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Measuring Results of Your Loyalty Program Investment

Remember Department Store pioneer John Wanamakers famous quotation, I know I waste half the money I spend on advertising The problem is I dont know which half. One of the problems with advertising is that it is devilishly difficult to measure the results beyond traditional advertising measures such as awareness and purchase intent. There is clearly a big difference between those measures and actual sales increases. Loyalty programs on the other hand, are one of the most measurable forms of marketing expenditure. However, many program managers and CFOs struggle to measure the results of a loyalty program. Does the program work and is it driving sales? How much does the program cost? Whats the ROI? While these are fundamental questions for management to ask of any program, many companies struggle to answer these questions about their loyalty programs.

Ask yourself: Is there a true and consolidated accounting of the cost of the program: one that includes the staff, the technology, communications and the cost of the rewards? Do we have a way to measure the incremental sales the program generates? Does the program have a P&L? With any loyalty program, a P&L of expenses and incremental revenues can be developed. Armed with this P&L, a Loyalty Program Manager knows if the program is working and how much money the program is dropping to the companys bottom-line. The Loyalty P&L allows a Program Manager to demonstrate that the program works, and supports an incremental budget, or if it isnt working fix the program or shut it down.


2005 Loyaltyworks 3475 Piedmont Road NE | Suite 300 | Atlanta, GA 30305 | Phone 1.800.844.5000 | www.loyaltyworks.com

Measuring Results of Your Loyalty Program Investment

Building a loyalty P&L


A Profit and Loss statement is the most basic of all accounting tools revenues less cost equals profit (or loss). A program P&L is a roll-up of the incremental contribution margin generated by the program, less the cost to operate the program. A program P&L is a relatively straight-forward calculation:

Incremental revenues generated by the program = Contribution margin Total program actual dollar benefits

Total program costs = Ancillary revenue (e.g., membership fees, point sales, partner payments) Net program costs

So, (Hard program benefits) less (Net program costs) = Profit/Loss The P&L obviously has two components revenues and costs. Assessing the revenues that the program drives, and getting an accurate and complete roll-up of program costs requires some accounting and analytical rigor. The incremental revenue generated by the program includes: Revenue generated by increased frequency Larger basket sizes Reducing the defection rate of program members The program costs include: Depreciated capital charges i.e., the cost of the systems, building the Web site and establishing the call center Program overhead i.e., the people necessary to run the program Program communications Reward liability The cost of soft benefits i.e., perks, recognition, member events Accounting for the programs cost is a relatively straightforward process, that mainly requires cost accounting rigor. Two places where the cost side of the P&L can get tricky are allocating program overhead and accounting for the accruing liability. Allocating overhead issues can arise when the loyalty program shares capabilities with other programs and initiatives. This may occur, for example, if a call center supports the loyalty program and other business initiatives. Another area where rolling up program costs can get very complicated is with regard to accounting properly for the liability in a rewards-based loyalty program (a separate article in its own right and a topic were always glad to discuss).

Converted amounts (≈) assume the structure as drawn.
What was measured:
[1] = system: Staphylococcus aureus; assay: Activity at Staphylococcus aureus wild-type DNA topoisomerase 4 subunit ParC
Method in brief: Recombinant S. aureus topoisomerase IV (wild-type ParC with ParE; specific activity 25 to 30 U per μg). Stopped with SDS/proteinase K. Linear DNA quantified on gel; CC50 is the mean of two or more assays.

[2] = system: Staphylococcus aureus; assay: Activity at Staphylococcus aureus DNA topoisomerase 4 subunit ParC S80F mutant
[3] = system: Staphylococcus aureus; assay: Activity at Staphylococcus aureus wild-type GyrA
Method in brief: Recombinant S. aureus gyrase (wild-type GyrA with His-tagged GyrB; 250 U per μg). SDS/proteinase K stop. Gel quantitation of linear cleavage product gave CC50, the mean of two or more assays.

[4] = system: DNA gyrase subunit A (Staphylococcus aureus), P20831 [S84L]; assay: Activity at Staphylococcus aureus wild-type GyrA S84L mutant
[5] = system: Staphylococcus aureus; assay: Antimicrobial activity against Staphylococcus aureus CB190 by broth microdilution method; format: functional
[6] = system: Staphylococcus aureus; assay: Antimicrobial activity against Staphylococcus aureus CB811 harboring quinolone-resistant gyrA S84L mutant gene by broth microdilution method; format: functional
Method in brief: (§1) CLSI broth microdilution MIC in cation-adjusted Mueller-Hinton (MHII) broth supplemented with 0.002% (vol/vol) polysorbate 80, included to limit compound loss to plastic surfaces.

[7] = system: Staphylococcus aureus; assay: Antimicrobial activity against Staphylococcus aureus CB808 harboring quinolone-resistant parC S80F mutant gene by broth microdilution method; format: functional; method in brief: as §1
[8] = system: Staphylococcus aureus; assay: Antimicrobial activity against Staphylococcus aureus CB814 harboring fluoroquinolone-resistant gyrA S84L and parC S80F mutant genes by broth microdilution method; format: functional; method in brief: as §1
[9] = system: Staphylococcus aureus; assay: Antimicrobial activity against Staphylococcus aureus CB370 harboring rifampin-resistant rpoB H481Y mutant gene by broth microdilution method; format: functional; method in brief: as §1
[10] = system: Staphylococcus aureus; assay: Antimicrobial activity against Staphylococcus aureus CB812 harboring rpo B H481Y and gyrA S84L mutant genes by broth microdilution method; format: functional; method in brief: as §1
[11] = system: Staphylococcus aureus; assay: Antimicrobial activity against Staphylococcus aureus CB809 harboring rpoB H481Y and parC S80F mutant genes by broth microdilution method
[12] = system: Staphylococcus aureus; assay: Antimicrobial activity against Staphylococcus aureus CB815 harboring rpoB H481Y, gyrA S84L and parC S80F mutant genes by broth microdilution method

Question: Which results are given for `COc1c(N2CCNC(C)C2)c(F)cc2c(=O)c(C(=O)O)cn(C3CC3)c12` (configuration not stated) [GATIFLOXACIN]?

2005 Loyaltyworks 3475 Piedmont Road NE | Suite 300 | Atlanta, GA 30305 | Phone 1.800.844.5000 | www.loyaltyworks.com

Measuring Results of Your Loyalty Program Investment

Measuring incremental benefits


The revenue side of the P&L requires both analytical rigor and some creativity to develop metrics that truly measure the incremental revenue associated with the program. In general, there are  ways to assess the programs incremental impact: 1. Member sales pre and post. How does a customers activity compare before joining the program versus after joining the program? The difference is the lift the program generates. For example, if an average program member spends $500 a year before joining the program and $700 a year after joining the program, the program is generating a 40% lift in sales and $00 per year per member in incremental revenues. 2. Member versus non-member customer value. How does average shopping basket size, average trips per year, and frequency of trips compare between members and non-members. This allows the Program Manager to understand and to demonstrate the difference in customer value between members and non-members. This metric can be a bit misleading though. Program membership will often skew to a companys best customers. So, one would expect that their spending and value would be higher, even if there were no program. Looking at member and non-member activity pre and post can help Program Managers understand the true magnitude of customer value lift that the program is driving. 3. Member versus non-member defection rates. What is the tenure of program members versus non-members. Consider an example where member churn is 5%, non-member churn is 0%, and the program has MM members. In this case, the program has delivered a benefit of 50,000 customers saved times the average annual spending per customer. This metric can also be a bit misleading. As program membership may skew to the companys best customers, one would expect that their defection rates may be lower. One way to compensate for this is to compare the defection rates of members to defection rates of a historical set of cohort (look-alike) customers to current members.

3 Ways to Assess Program impact

1. Member sales before and after they join the program 2. Member vs non-member customer value 3. Member vs non-member defection rates